With the new car market for estate cars getting ever more competitive, Autoebid have conducted a review on the new Jaguar XF Sportbrake in addition to offering outstanding new car deals on the Sportbrake.
Estate cars do not come more elegant than the XF Sportbrake, which with hidden C-pillars and a steeply raked windscreen really is the gentleman’s load-lugger. The overall driving experience is also excellent, with plenty of feedback and a supple chassis.
Unfortunately, the XF Sportbrake comes equipped with engines that are showing their age, and although the diesels are reasonably frugal, fuel economy and emissions are some way behind its German rivals. Interior build quality isn’t always what you might expect from a so-called premium brand, either.
Aesthetically, Ian Callum and his design team have executed the conversion from saloon to estate with maturity and panache. The Sportbrake retains the XK-inspired windscreen at the front and at the back the C-pillars are gloss-black, creating an unusual and eye-catching wrap-around effect. On almost every model, the alloy wheels fill the wheel-arches beautifully, too, and the entire car is characterised by creases that run from the front to rear lights, uninterrupted.
Inside, it’s business as usual for Jaguar. Consequently, buyers can choose between milled aluminium, carbon fibre or more traditional wood inserts, but the cabin still has that slightly ropey, Victorian cabinet-feel to it. Call it charm, poor workmanship, or both, but there’s no doubt that the Sportbrake is nevertheless a reassuring place to be on long journeys and offers a more unique experience than either a BMW 5 Series or Mercedes E-Class.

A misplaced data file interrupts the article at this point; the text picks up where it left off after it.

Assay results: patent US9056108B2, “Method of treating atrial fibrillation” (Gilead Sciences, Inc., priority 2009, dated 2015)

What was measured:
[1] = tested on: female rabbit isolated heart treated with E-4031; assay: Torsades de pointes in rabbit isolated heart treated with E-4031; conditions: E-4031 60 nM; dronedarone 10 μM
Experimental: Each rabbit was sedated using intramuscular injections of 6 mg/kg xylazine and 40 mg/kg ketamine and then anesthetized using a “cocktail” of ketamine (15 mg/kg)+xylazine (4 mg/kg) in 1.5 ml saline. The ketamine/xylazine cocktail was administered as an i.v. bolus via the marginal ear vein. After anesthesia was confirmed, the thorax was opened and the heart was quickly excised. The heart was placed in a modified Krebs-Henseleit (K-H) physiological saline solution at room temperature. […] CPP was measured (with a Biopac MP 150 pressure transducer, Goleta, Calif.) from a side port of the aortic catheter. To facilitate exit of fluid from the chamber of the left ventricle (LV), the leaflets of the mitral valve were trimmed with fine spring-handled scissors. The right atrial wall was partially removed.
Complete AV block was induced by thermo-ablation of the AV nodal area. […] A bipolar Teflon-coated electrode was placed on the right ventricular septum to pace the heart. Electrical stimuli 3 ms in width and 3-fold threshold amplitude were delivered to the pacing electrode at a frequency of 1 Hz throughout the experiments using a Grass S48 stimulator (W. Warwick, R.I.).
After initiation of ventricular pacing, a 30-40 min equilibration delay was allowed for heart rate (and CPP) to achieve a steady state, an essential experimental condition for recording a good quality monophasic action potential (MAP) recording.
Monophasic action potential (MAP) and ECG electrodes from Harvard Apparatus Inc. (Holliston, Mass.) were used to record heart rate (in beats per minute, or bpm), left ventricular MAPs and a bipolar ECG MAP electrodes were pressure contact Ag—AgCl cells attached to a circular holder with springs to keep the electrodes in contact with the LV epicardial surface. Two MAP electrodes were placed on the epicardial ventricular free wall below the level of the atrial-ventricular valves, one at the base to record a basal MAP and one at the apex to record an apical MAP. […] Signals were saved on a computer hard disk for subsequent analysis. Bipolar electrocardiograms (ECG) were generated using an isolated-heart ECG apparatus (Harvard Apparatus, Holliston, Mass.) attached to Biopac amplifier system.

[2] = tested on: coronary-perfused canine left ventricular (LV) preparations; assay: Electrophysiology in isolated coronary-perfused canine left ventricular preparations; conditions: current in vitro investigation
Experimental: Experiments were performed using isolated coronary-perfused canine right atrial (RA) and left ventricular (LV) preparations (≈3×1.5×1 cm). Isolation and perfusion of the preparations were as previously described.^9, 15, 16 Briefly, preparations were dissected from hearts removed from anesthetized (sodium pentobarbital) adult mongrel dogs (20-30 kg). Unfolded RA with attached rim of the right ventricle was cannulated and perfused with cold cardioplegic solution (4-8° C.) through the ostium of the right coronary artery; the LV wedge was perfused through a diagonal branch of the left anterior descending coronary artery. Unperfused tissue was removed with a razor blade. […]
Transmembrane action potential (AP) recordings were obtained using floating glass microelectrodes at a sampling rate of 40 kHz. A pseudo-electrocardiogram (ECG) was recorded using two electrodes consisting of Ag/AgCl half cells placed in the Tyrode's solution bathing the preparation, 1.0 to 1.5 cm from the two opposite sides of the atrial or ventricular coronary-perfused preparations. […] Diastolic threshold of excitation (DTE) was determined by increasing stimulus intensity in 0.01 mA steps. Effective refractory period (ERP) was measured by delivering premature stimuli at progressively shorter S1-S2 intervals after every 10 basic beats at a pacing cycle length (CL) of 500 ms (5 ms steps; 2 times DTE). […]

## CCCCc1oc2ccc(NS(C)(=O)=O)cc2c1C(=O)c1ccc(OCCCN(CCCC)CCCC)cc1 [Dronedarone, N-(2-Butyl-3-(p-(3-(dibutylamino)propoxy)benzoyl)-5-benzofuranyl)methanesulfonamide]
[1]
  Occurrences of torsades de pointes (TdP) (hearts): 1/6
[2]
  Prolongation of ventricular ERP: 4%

The Sportbrake’s slightly firm ride around town pays dividends on the open road, where it unsurprisingly feels most at home, with little in the way of body roll and fantastically tactile steering for a car of its size. Indeed, the XF belies its five-metre span – and a kerb weight over 1,800kg – and proves surprisingly entertaining to put through corners with commitment. The Sportbrake’s driving position is class leading, too.
Drawbacks include a marked lack of boot capacity, which is due entirely to the same seductive roofline that makes the Sportbrake such a desirable piece of product design. There is, however, ample space on the rear bench for passengers and self-levelling rear suspension is standard across the range. The other significant shortcoming is the efficiency of both the petrol and diesel powerplants. They simply can’t match the opposition, and even the most economical 163PS four-cylinder 2.2d struggles to break 45mpg in real world conditions.
The XF Sportbrake is certainly flawed, but not to the extent that buyers shouldn’t consider it against rivals. It’s not quite as practical as a BMW 520d Touring, and won’t be as cheap to run as the equivalent Audi A6 Avant, but it’s more rewarding to drive and better to look at than both. The question is, is that enough?